For routine maintenance pruning on private property there will be self-service information on our website to allow for limited pruning without a permit.
How will the tree replacement offer work?
For every tree removed on private property we will require the planting of replacement trees, either on private or public land. Where we permit a tree to be removed, we will offer residents either a:
The fee will recover the partial cost of a 45-litre tree installed by Council. We will propose the fee as part of Council’s annual fees review in the first quarter of next year. The fee will be set as part of Council’s annual review of fees and charges in the first half of 2023.
Have you considered financial rewards for reporting tree vandals?
We take a strong position on unlawful acts of tree vandalism. Vandalism robs the community of the benefits of trees both immediate and unrealised as trees grow.
Council has response procedures in place to address tree vandalism proactively and reactively. Council will issue fines where evidence exists and pursues enforcement actions consistent with the Compliance and Enforcement Policy 2022.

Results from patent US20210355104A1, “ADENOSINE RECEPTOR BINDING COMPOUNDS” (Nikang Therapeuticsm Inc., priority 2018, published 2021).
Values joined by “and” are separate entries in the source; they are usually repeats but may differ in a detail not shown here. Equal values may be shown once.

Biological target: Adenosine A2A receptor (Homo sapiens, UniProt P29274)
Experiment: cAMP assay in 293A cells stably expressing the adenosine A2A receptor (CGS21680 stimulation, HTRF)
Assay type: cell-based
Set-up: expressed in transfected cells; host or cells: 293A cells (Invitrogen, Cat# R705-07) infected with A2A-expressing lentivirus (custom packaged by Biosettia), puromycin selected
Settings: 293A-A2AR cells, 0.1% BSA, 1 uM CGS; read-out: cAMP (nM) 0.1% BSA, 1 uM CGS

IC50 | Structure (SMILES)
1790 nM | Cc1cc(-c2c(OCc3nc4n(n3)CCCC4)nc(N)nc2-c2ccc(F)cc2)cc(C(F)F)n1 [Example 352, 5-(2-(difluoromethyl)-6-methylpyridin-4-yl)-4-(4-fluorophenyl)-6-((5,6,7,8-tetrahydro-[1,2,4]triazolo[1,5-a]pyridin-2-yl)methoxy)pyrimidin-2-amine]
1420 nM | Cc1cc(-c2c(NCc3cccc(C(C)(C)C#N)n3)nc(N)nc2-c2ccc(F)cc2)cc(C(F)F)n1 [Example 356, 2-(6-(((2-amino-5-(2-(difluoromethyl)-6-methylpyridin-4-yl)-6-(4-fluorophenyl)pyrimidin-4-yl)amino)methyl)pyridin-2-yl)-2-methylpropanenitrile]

We have considered the use of rewards for information that leads to fines or court action against tree vandals. But our research found that Councils who have rewards have never had a successful prosecution, such that it is an ineffective measure.
How will the view impact procedure work?
A View Assessment Procedure has been developed to prevent conflict around views and proposed tree planting on public land.
We will identify surrounding properties that may be impacted by a proposed tree planting. We can test the impact from the proposed planting over time – 0 years, 10 years and 40 years of tree growth.
We can use these tests to inform changes to planting designs that mitigate the risk to nearby residents and still provide positive outcomes for the broader community.
What is a Development Control Plan?